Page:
Downtown was barren and still. Nearly bereft of humanity except for a tiny fleet of cars waiting to pick up and deliver to-go orders from restaurants. These would be the drivers for Favor and Door Dash who are trying to make ends meet as the mobile intersections between customers and what remains of the restaurant industry...

Nothing to see in the grid of tall buildings and empty sidewalks...

But the lake trail seemed ready to collaborate. I kept seeing little scenes that seemed almost custom made for wide angle capture. Lots of leading diagonal lines, odd colors in the sky and a few near/far combinations that seemed almost natural. 

When I bought the lens I had the idea that the fast, 1.4 aperture was just there as an exercise in one-upmanship by Sigma. Not really usable and probably soft and blurry, especially in the corners. But that's not at all the case; in fact most of the images I shot were done at f1.4, 1.6 and f2.0. Every once in a while I'd want more in focus and I'd revert to previous wide lens experiences and stop down to f5.6 or even f8.0.  But when I started looking at the images I'd shot while I was post processing I was impressed at just how sharp and contrasty the lens was at f1.4. 

The Sigma 20mm Art is not perfect. You can see that if you are shooting in Raw and processing in Lightroom. The lens profile isn't automatically selected in that case; it's up to the user to enable it in the software. And because of this you can see just how much distortion and vignetting is going on "under the hood." 

But once you click on the profile everything tightens up and brightens up.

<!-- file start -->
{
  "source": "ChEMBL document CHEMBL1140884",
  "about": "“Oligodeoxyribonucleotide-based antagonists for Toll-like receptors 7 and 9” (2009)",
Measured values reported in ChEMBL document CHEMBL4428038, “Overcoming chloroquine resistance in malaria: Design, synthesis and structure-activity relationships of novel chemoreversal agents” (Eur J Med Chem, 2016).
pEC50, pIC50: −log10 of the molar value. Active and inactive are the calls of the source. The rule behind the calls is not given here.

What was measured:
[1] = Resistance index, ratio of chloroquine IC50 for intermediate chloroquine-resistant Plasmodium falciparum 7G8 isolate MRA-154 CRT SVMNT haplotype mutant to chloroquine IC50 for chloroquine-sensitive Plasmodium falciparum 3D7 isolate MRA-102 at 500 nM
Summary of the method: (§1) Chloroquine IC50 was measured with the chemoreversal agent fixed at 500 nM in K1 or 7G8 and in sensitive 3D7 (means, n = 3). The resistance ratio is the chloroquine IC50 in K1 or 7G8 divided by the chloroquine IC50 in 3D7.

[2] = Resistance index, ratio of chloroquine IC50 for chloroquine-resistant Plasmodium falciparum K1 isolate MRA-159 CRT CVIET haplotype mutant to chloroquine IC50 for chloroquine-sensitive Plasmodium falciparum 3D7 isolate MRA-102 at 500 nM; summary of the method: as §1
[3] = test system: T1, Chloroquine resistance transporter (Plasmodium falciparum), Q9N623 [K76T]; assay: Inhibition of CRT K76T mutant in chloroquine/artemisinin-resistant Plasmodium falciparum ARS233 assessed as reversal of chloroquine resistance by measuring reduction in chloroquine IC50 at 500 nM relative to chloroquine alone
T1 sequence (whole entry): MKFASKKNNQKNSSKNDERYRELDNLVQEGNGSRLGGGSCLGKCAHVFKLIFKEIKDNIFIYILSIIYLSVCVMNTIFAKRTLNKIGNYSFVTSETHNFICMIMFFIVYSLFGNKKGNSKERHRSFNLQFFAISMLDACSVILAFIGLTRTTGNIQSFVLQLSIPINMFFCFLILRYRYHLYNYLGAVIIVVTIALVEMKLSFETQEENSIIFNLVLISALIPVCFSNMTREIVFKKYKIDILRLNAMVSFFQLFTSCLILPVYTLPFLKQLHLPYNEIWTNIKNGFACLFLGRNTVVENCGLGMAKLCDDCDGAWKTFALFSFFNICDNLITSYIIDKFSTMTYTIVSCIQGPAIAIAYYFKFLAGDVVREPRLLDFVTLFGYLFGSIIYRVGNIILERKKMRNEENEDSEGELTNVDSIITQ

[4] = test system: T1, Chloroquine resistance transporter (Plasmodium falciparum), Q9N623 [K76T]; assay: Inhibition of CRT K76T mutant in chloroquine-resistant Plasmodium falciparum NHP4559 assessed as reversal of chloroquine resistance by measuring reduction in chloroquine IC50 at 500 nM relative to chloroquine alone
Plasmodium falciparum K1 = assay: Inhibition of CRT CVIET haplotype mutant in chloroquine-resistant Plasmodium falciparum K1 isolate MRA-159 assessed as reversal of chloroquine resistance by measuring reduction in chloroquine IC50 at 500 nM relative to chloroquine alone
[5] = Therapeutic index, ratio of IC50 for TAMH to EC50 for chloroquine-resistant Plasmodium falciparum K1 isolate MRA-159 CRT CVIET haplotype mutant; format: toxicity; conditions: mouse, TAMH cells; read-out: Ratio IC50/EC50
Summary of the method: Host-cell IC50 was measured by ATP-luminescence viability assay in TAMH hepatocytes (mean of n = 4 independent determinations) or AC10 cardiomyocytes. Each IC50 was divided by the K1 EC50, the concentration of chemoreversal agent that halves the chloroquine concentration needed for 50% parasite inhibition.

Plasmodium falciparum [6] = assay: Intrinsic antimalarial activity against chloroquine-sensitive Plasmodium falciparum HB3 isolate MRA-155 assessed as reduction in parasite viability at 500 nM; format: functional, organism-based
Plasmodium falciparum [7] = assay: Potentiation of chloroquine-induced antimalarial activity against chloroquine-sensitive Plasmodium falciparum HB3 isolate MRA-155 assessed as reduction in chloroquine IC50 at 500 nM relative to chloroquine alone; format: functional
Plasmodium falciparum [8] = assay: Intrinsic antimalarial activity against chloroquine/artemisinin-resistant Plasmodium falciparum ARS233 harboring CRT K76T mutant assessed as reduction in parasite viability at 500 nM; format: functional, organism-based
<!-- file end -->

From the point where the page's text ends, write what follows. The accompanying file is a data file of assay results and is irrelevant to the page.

And that brings up an interesting (to me) topic: Just how perfect do I want my lens to be?

While I was shooting part of the allure in what I was seeing was exactly the wonderful corner and edge vignetting and distortions which seems to add some excitement and drama to a lot of the images. Clicking on the "perfecting" button felt like I was taking some of what caught my eye in the moment of  taking out of the picture. The rush to perfection somewhat crippling the wonder I saw in the moment. So I stopped automatically clicking the lens profile button each time I started working with a file. I like most the images better that way. Completely raw, raw.

If I was shooting interior architecture for a client I'd be exhilarated at just how well the profile corrections work but, for myself, I'm just not so interested in a "perfect image." YNMV (your neuroticism might vary). 

In the end I felt like I got some images over the space of my hour and a half of walking around (very few other people were out on the trail in the rain ---- a sighting every ten minutes or so) and I'm actually surprised at how much I enjoyed using the 20mm focal length. I may even do it again. But not today. That would be too soon...

Lamar Boulevard Bridge. Austin, Texas. 
 Trailing edge of twilight.

Multiple arching.

This image, and the one below it, is part of a memorial to homeless 
people who have passed away in Austin. It's adjacent to the First St. Bridge and
the south side of the Hike and Bike trail. 

How many years I've run this bridge in blazing heat and freezing cold...
Today it was just cool and mellow. And wet.

Unfulfilled promises in the frosted windows at Lambert's Restaurant in Downtown.
It looks like they tried the "to-go" strategy for a while and then ultimately 
gave up and closed the doors for now...